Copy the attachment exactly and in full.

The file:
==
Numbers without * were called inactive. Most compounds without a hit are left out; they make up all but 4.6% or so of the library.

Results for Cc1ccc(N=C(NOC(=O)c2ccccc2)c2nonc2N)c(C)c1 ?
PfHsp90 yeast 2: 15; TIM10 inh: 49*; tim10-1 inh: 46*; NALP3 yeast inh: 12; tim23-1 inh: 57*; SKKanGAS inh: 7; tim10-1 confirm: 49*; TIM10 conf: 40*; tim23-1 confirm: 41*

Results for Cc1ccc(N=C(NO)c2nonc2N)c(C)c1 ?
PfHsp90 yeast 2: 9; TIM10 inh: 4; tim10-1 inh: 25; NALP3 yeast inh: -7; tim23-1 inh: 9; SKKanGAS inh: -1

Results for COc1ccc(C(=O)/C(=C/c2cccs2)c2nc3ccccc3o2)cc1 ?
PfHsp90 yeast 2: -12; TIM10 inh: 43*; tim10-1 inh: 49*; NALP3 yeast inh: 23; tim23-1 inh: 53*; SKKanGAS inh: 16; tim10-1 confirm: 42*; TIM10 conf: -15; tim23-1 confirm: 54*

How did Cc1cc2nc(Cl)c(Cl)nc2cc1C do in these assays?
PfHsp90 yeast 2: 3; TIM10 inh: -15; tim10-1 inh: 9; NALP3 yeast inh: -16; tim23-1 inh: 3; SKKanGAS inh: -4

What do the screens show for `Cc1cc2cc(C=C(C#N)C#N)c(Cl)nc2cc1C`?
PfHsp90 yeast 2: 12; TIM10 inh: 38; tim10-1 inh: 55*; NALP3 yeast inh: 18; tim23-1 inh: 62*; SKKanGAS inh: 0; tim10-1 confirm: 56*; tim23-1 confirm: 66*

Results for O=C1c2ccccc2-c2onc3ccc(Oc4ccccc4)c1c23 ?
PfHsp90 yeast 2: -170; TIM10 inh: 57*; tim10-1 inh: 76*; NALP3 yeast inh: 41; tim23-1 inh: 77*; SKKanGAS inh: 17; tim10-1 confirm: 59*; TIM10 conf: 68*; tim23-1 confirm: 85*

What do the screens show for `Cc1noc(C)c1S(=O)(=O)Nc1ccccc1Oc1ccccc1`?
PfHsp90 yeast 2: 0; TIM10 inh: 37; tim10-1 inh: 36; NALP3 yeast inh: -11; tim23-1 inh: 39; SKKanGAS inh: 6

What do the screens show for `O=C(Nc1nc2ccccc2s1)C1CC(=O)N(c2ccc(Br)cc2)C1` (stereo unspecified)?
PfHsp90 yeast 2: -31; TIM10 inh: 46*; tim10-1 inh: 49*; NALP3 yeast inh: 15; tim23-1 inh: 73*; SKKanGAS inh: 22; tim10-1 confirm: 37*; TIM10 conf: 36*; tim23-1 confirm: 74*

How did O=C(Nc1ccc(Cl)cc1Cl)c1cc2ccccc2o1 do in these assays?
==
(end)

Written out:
Numbers without * were called inactive. Most compounds without a hit are left out; they make up all but 4.6% or so of the library.

Results for Cc1ccc(N=C(NOC(=O)c2ccccc2)c2nonc2N)c(C)c1 ?
PfHsp90 yeast 2: 15; TIM10 inh: 49*; tim10-1 inh: 46*; NALP3 yeast inh: 12; tim23-1 inh: 57*; SKKanGAS inh: 7; tim10-1 confirm: 49*; TIM10 conf: 40*; tim23-1 confirm: 41*

Results for Cc1ccc(N=C(NO)c2nonc2N)c(C)c1 ?
PfHsp90 yeast 2: 9; TIM10 inh: 4; tim10-1 inh: 25; NALP3 yeast inh: -7; tim23-1 inh: 9; SKKanGAS inh: -1

Results for COc1ccc(C(=O)/C(=C/c2cccs2)c2nc3ccccc3o2)cc1 ?
PfHsp90 yeast 2: -12; TIM10 inh: 43*; tim10-1 inh: 49*; NALP3 yeast inh: 23; tim23-1 inh: 53*; SKKanGAS inh: 16; tim10-1 confirm: 42*; TIM10 conf: -15; tim23-1 confirm: 54*

How did Cc1cc2nc(Cl)c(Cl)nc2cc1C do in these assays?
PfHsp90 yeast 2: 3; TIM10 inh: -15; tim10-1 inh: 9; NALP3 yeast inh: -16; tim23-1 inh: 3; SKKanGAS inh: -4

What do the screens show for `Cc1cc2cc(C=C(C#N)C#N)c(Cl)nc2cc1C`?
PfHsp90 yeast 2: 12; TIM10 inh: 38; tim10-1 inh: 55*; NALP3 yeast inh: 18; tim23-1 inh: 62*; SKKanGAS inh: 0; tim10-1 confirm: 56*; tim23-1 confirm: 66*

Results for O=C1c2ccccc2-c2onc3ccc(Oc4ccccc4)c1c23 ?
PfHsp90 yeast 2: -170; TIM10 inh: 57*; tim10-1 inh: 76*; NALP3 yeast inh: 41; tim23-1 inh: 77*; SKKanGAS inh: 17; tim10-1 confirm: 59*; TIM10 conf: 68*; tim23-1 confirm: 85*

What do the screens show for `Cc1noc(C)c1S(=O)(=O)Nc1ccccc1Oc1ccccc1`?
PfHsp90 yeast 2: 0; TIM10 inh: 37; tim10-1 inh: 36; NALP3 yeast inh: -11; tim23-1 inh: 39; SKKanGAS inh: 6

What do the screens show for `O=C(Nc1nc2ccccc2s1)C1CC(=O)N(c2ccc(Br)cc2)C1` (stereo unspecified)?
PfHsp90 yeast 2: -31; TIM10 inh: 46*; tim10-1 inh: 49*; NALP3 yeast inh: 15; tim23-1 inh: 73*; SKKanGAS inh: 22; tim10-1 confirm: 37*; TIM10 conf: 36*; tim23-1 confirm: 74*

How did O=C(Nc1ccc(Cl)cc1Cl)c1cc2ccccc2o1 do in these assays?